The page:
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School Profile


The harmony Sports Academy is a school with a difference – a school and yet not a school. It contracts out the academic side of school life and gets on with the sporting side.

It was first called the Virginia Sports Academy when it opened its doors in 2003.

Virginia? It has a remote connection with Queen Elizabeth the First of England! Very remote.

Elizabeth I was known as the Virgin Queen, more because she was unmarried than necessarily from any virtuous celibacy. When the state in the USA was founded during her reign, the settlers called it Virginia in her honour. In 1890 two railway engineers from Virginia were working in the Northern Free State and etched the name Virginia on a rock, and that became the name of the siding nearby.

Then came the gold discoveries of the 1950s and Virginia grew from a siding into a prosperous mining town on the banks of the Sand River with the world's deepest pipe-mine into the earth.

The Harmony Gold Mining Company Ltd owns the harmony mine in Virginia. The mine got involved in sponsoring the sports academy. That explains the name!

The government had identified the Goldfields as a place un need of social development, an that development would include sport. Harmony Gold was involved in the development and that included the development of the sports academy whose aim was to develop sport in the area.

In January 2003 it opened its doors to 40 rugby and soccer players (24 rugby, 16 soccer), the result of cooperation between Harmony and the Sports Trust.

Harmony have provided the accommodation and spirts facilities. The boys attend local schools for their academic needs – Hentie Cilliers for those whose home language is Afrikaans, Harmony High for those whose home language is English and Nobilis for those who have special needs.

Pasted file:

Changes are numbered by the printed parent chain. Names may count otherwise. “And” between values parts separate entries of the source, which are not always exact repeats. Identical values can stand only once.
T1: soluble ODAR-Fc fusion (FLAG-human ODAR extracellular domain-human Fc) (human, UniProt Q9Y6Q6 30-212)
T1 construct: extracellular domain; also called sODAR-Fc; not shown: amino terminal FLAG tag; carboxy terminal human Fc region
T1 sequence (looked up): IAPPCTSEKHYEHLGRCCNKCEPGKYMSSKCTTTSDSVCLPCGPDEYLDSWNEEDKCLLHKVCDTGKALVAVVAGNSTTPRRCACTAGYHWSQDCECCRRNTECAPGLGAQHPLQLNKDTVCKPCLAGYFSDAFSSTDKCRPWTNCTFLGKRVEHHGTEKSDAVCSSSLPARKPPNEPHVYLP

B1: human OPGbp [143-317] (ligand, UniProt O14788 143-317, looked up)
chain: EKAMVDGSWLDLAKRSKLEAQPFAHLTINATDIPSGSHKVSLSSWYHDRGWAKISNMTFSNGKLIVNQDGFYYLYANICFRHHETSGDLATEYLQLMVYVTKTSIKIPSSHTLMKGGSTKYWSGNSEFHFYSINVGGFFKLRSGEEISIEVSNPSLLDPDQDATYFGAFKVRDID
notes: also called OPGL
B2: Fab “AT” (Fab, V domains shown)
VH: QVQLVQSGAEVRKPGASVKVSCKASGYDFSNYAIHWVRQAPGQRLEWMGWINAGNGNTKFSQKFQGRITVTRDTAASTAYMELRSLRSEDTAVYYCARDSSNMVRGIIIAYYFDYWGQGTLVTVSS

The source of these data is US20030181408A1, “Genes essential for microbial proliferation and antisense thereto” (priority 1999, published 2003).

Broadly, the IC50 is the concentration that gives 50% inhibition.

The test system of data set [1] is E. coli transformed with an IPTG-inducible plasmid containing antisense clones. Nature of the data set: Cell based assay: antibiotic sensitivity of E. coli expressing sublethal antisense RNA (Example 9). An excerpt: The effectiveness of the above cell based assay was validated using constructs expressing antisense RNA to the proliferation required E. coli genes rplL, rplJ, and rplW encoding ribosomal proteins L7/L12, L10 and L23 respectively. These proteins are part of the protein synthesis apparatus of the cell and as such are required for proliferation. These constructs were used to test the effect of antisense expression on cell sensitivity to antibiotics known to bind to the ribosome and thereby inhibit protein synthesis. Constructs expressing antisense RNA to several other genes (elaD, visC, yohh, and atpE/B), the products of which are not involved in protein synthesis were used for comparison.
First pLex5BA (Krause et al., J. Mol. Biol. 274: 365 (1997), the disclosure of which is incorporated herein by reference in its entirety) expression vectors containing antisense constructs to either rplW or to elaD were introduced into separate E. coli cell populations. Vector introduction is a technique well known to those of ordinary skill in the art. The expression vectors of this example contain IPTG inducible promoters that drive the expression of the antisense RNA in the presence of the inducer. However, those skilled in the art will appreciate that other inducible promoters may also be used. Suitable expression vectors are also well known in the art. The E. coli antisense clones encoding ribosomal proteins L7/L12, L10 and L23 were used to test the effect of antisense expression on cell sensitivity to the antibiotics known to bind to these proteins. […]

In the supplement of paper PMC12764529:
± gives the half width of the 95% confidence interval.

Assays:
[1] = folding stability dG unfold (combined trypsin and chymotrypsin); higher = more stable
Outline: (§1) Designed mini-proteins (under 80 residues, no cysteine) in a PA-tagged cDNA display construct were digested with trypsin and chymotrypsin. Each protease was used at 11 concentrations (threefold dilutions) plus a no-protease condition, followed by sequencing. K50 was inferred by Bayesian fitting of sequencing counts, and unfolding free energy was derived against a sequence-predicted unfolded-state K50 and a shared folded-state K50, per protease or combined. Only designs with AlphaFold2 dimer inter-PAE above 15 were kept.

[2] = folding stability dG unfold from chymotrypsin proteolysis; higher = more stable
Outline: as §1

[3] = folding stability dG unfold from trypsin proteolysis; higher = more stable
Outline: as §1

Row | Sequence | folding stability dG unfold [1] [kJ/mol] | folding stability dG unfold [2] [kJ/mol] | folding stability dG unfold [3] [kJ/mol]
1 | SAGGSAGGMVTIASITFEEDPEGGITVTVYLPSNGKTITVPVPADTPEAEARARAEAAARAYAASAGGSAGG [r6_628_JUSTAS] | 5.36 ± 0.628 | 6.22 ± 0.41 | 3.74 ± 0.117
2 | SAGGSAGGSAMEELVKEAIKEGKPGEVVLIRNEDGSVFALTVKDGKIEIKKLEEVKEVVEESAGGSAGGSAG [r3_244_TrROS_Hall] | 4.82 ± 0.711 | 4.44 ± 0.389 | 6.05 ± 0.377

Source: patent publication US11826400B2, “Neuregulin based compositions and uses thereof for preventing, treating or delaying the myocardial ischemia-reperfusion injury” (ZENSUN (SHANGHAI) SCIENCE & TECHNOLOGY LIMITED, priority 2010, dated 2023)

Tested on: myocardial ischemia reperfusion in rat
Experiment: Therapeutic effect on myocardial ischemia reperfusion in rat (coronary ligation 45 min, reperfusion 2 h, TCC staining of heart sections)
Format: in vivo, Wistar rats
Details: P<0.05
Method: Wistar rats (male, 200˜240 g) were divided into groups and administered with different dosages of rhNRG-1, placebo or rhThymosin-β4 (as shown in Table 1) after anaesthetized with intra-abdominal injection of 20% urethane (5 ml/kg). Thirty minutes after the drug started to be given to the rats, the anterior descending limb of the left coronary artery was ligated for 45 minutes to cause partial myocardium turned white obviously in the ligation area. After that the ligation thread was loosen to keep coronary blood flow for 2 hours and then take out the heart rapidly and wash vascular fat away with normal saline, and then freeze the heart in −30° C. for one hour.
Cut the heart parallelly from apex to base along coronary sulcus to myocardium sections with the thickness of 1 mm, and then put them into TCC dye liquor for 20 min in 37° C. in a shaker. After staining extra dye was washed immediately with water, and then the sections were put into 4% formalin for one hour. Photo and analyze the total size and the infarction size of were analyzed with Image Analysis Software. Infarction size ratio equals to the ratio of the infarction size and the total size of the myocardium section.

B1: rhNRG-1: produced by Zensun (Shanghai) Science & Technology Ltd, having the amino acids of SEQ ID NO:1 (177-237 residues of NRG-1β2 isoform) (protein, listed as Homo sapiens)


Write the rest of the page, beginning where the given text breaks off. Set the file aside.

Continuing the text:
The students live in hostels – one for rugby and one for soccer where they enjoy three balanced meals a day.

The boys have been identified and recruited from various parts of South Africa. Sports training happens at a minimum of three times a week and the Academy functions as a team of its own. And from the start they have done well.

In 2003 Virginia Sports Academy's rugby side played 15 matches, winning 14 and losing just one. Twelve of the boys were chosen for Griffons teams for Craven Week or Grant Khomo Week. Four were chosen for special SARU development in the Green Squad – Yusaf Abrahams, Romano Sebia, Jackson Silo and Dabeon Draghoender.

In 2004 the number of rugby players grew from 24 to 36 and the Virginia Sports Academy was admitted into the Northern Free State Schools League, reaching the semi-final in a year in which it played 15 matches and lost two.

In 2004 nine boys were selected for the Griffons side at the Grant Khomo Week and seven for the Craven Week side.

In 2005 there were 29 students and this time, name changed, the Harmony Sports Academy won the Northern Free State Schools League, beating Kroonstad's Rooiskool in the final.

Eight players went to Craven Week, six to the Academy Week and three to the Grant Khomo Week. Dabeon Draghoender was chosen for the South African Under-19 team.

In 2006 there are 36 students. Eight went to Craven Week and another eight to the Academy Week. Six went to the Grant Khomo Week and two to the Special Schools Week. In addition five are playing for the Griffons Under-19 team.

The star has been Cecil Afrika, whose home is in Port Elizabeth. He played for the Emerging Springbok Sevens in Kenya and was named man of the tournament. Then he was chosen for the South African Schools side. He was the most obvious star at the 2006 Craven Week in Johannesburg's.

Boela Abrahams was chosen for the SA Schools B team and Rowayne Maurice for the SA Special Schools team.

In the Northern Free State League this year, the Academy has been performing excellently – unbeaten with big wins to its credit.

When Chris Coetzee was the CEO of the Griffons he was very much the driving force behind the establishment of the Academy. He is now its manager. The former Northern Transvaal captain Jan Oberholzer was the first rugby coach. The present coach is Jacques Juries, the former provincial player of South Western Districts origins. He is also the hostel father of the rugby hostel.

A great deal has been achieved in a short time.


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